Air Resistance and Mass
In our physics class, we learned that air resistance
affects the acceleration of an object, and surface area affects air
resistance. So, if I crumple up a sheet of paper and drop it at the
same time as a flat sheet of paper, the crumpled up sheet will fall
faster. However, if I drop a textbook and a flat sheet of paper with
the same surface area, the textbook will fall much faster. How does
mass affect air resistance?
In fact, mass does not affect air resistance! But it does affect how an
object moves with respect to air resistance. Consider the forces at work
here. Pulling down is the weight of the object. Pushing up is the
aerodynamic drag, which is a function of the surface area, air density, and
speed to the 2nd power (we will assume both the paper and the book are the
same area and do not tumble as they fall, to make things simple). We can also
safely assume buoyancy forces are negligible for these objects. If we drop
the paper, it will quickly reach a terminal velocity where the aerodynamic
drag force pushing up is equal to the weight pulling down. Instead of
falling at a constant acceleration equal to gravity (9.8 m/s^2), it
initially accelerates and then reaches at a constant speed. For the book,
however, the weight pulling down is much greater than the drag pushing up,
at least in the few seconds after you drop it. In this case the aerodynamic
drag is so small compared to the weight that it does not affect the motion
very much and so the book falls at a nearly constant acceleration equal to
gravity, 9.8 m/s^2, until it hits the floor.
So for two objects that have the same aerodynamic drag but different
weights, they will accelerate at different rates through the air until they
each reach their own terminal velocity where drag = weight. And this is also
true of your first experiment where you took two objects of the same mass
and changed their area.
If you were to draw a picture of your experiment, and draw the arrows (or
what is called vectors) of the forces applied to the text book and a flat
sheet of paper, you would have a clearer understanding of how mass affects
air resistance. Let us describe the forces acting on both the falling text
book and flat sheet of paper. The forces are opposing and they are a) the
forces of gravity and b) air resistance.
Observing the force of gravity, F(g), pointing down. For the text book
F(g)= M x g. Whereas, for a flat sheet of paper, the force of gravity
pointing down, F(g) = m x g.
Now consider the force of air resistance, F(a) = Pressure x Area. Since
the text book and the flat sheet of paper have the same surface area, and
the pressure is the same for both, then it follows the force of air
resistance is the same.
Finally, the mass of the textbook, is large enough, such that, the force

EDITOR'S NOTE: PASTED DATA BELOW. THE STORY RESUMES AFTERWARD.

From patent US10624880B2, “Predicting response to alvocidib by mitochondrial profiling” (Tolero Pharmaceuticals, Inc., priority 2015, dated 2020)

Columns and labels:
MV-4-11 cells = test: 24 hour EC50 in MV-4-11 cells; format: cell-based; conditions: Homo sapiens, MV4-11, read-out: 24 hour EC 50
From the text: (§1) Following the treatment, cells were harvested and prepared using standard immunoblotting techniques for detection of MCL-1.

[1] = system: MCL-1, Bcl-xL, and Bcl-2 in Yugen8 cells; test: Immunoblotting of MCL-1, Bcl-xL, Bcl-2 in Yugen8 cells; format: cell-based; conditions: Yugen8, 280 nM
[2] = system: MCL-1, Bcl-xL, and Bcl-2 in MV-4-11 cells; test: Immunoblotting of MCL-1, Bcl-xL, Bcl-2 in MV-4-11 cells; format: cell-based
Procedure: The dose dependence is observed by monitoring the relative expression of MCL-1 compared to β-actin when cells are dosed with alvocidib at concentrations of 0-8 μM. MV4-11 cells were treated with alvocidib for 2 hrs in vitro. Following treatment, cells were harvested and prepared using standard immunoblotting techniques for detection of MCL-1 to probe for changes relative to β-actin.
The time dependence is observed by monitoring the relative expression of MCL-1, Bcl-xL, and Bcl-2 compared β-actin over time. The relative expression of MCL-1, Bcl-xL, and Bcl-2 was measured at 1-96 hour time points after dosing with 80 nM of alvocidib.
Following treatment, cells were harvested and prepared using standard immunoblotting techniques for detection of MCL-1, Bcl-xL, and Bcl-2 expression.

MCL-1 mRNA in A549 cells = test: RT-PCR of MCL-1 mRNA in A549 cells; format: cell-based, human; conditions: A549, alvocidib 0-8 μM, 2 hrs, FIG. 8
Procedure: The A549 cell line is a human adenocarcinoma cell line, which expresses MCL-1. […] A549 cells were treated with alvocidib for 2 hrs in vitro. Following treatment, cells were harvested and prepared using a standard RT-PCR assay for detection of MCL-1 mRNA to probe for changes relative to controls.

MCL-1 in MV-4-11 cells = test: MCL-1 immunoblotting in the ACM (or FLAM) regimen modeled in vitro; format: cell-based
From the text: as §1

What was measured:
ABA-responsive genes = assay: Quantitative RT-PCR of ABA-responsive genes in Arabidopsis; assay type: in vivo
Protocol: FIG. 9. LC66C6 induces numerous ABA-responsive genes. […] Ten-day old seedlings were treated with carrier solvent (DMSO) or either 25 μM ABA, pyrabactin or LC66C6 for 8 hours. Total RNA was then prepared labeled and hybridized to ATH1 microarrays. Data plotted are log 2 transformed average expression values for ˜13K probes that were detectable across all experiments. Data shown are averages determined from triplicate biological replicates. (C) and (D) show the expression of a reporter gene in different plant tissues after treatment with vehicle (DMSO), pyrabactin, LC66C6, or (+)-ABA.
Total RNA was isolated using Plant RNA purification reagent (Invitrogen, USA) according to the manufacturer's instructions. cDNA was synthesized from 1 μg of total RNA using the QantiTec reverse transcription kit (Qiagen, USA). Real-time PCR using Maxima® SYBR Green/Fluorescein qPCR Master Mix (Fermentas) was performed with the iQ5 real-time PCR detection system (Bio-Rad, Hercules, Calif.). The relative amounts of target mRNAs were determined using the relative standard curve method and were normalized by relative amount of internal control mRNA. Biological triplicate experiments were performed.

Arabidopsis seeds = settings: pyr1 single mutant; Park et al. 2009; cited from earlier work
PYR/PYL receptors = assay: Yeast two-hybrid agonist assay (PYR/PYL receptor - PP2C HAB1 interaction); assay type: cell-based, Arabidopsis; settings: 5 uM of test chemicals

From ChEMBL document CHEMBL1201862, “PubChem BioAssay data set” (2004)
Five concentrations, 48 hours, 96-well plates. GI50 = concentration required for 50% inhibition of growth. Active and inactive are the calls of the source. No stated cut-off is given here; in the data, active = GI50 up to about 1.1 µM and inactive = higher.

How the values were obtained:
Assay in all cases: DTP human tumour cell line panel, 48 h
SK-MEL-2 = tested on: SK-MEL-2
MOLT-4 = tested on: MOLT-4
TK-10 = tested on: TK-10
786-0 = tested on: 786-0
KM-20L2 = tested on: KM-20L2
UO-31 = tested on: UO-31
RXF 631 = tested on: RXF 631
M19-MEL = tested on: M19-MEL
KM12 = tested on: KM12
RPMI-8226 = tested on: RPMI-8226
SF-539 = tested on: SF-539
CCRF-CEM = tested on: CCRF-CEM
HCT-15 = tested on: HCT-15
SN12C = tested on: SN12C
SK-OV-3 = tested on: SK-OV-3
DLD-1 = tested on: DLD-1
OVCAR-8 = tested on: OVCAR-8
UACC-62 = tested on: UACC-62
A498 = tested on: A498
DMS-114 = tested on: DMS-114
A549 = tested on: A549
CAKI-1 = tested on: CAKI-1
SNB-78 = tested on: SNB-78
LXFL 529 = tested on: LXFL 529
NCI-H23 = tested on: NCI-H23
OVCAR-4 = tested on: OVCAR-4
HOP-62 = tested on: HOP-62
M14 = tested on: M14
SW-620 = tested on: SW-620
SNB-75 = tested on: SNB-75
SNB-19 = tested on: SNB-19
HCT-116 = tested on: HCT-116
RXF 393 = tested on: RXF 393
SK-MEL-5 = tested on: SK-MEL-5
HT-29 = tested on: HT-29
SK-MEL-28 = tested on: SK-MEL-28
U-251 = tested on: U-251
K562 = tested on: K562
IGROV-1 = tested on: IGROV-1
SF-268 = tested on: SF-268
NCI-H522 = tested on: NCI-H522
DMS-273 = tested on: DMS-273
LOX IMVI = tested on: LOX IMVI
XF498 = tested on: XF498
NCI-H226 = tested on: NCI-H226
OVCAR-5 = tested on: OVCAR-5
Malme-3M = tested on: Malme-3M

due to gravity on the textbook is much, much larger and therefore overcomes
the force due to air resistance. Or even simpler, the textbook has N times
more, flat sheets of paper, and therefore has N x more, the force of gravity.
Just picture two objects approaching on a collision (in this case the force
of gravity and the force due to pressure). The larger one will win, and the
opposing force can either lose instantaneously, or put up a "fight" and lose
Hope that helps.
The book and the paper have about the same air resistance.
The mass does not affect the resistance.
But the book applies a larger force to that resistance,
and so it obtains a higher velocity.
Think of putting your hand in a pool of water and moving it, open palm forward.
It has water-resistance you can feel.
If your arm pushes harder, your hand goes faster.
You experience many speeds and force-strengths, but
It is still considered one value of "resistance".
Resistance is a curve, a plot of force vs. speed.
The number-value of the resistance would be
a proportionality constant in the formula that made that curve.
For pure viscous drag,
The curve is a nice straight line.
The formula would be:
force = resistance x speed
For fluid drag like air resistance or water resistance,
the curve is usually a parabola, a square-law curve.
force = resistance x speed^2
You can do a whole experiment quite consistently using only those formulas.
A further Neat Thing:
The fluid resistance can be almost-calculated from other things in the experiment:
air_resistance = [density_of_air] x [frontal_area_of_object] x [streamlined_shape_factor]
The density of air is in there because
the drag is created by stupidly accelerating all the air in the object's path
to the speed of the object,
after which the moving air slings off to the side of the object
and then gradually slows back down to a stop,
wasting the energy used to accelerate it.
The frontal area of the object tells you how much air that is going to be.
(Multiply frontal area by distance traveled and you have a volume of air.
Multiply volume by density and you have the mass of air.)
The "streamlined_shape_factor" (usually called Cd or Coefficient of Drag)
tells you how un-stupid the object's shape was.
There are smarter ways to get the air around the object
that do not accelerate it as much,
and also use the acceleration of air the front to cancel out the deceleration at the rear.
The smartest shape is the classic long-tear-drop shape of a wing cross-section.
It produces only 5-10% (Cd = 0.05 to 0.10) as much drag as a stupid blunt object.
The paper and the book are pretty standard blunt objects,
they will have Cd = 1.0. (100%).
It is possible to get Cd's a little bigger than 1.0, but not much bigger.
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Update: June 2012